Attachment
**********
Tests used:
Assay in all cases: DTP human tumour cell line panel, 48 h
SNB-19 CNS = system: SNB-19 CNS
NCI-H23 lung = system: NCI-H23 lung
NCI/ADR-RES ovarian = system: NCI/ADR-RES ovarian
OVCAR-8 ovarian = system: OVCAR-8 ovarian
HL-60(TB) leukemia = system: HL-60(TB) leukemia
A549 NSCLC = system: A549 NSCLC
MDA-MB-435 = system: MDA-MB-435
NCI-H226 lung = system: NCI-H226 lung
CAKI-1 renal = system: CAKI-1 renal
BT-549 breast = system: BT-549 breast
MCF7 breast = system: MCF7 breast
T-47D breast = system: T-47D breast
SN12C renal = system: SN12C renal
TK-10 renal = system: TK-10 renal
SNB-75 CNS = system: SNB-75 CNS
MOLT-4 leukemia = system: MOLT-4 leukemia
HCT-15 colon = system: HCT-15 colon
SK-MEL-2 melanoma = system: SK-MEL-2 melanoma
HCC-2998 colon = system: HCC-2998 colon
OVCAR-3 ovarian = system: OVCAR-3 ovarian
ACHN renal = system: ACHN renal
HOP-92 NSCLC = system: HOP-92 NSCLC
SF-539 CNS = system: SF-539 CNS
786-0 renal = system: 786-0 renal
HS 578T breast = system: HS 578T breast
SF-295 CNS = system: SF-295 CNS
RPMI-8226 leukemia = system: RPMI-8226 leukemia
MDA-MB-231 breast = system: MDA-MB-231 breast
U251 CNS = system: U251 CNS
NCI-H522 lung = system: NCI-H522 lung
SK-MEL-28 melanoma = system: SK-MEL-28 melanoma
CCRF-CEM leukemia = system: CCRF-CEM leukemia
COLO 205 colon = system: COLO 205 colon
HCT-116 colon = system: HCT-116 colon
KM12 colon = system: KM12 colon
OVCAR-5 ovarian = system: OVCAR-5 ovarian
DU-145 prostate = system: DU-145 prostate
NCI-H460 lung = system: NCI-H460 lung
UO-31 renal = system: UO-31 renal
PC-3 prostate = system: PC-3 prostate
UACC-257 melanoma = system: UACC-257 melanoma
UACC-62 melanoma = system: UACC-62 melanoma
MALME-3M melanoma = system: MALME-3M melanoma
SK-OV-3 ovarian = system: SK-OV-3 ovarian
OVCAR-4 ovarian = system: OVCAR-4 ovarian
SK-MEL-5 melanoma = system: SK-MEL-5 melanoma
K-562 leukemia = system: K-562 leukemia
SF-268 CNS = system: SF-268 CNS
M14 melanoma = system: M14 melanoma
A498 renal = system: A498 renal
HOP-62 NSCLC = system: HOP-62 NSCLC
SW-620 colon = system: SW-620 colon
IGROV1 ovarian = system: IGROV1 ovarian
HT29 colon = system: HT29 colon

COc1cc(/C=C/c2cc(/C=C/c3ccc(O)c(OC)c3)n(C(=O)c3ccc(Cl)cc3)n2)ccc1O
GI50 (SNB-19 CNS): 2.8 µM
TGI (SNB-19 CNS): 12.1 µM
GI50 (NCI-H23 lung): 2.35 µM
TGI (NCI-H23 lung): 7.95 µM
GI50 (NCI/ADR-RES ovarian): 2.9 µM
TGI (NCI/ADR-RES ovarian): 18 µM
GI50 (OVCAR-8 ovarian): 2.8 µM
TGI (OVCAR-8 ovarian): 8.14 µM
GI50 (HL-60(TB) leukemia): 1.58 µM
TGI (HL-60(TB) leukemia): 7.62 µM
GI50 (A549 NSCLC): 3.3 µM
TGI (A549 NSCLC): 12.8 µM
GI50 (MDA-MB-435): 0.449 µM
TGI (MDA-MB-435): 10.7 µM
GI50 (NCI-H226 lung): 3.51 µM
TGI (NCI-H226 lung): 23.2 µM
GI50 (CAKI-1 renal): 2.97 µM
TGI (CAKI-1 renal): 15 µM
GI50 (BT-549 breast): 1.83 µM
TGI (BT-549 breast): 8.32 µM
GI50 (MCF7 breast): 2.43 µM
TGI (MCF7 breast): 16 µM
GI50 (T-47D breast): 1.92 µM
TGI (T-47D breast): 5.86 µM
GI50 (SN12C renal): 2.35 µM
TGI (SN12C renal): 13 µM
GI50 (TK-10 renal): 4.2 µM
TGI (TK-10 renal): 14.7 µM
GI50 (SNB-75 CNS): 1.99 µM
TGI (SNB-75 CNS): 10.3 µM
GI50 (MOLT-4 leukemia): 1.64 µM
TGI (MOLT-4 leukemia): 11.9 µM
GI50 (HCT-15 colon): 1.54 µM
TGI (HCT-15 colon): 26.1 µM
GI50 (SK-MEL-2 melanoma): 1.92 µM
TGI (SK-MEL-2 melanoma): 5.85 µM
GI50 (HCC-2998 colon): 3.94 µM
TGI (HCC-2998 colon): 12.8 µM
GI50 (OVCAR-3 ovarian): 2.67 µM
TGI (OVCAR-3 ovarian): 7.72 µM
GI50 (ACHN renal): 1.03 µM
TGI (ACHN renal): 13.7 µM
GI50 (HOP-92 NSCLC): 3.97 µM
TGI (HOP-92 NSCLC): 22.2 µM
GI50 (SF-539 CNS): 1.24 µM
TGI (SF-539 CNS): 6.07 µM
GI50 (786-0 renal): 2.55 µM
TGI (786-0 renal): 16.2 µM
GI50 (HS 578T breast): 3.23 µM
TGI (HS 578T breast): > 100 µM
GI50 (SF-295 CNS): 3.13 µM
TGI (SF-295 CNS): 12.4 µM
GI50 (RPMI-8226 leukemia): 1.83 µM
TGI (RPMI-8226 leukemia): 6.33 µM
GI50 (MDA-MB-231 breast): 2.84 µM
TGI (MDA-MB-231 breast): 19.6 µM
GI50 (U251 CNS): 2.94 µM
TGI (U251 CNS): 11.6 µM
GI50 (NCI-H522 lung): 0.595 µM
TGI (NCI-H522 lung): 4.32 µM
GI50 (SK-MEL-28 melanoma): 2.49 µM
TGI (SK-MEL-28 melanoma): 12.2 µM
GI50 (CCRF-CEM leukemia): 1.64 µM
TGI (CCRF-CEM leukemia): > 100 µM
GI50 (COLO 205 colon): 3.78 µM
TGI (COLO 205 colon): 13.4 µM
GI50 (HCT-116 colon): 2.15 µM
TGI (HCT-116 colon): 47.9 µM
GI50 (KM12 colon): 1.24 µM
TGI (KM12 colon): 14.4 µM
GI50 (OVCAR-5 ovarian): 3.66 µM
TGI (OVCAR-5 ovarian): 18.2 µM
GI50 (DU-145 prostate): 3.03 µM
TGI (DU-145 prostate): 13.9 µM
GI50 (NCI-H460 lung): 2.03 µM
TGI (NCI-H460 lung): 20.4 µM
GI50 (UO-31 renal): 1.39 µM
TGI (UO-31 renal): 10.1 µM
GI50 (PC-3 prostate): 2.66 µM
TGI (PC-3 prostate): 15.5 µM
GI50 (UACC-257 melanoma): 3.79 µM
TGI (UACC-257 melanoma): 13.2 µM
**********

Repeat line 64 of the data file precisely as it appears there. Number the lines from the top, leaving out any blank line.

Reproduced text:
GI50 (OVCAR-8 ovarian): 2.8 µM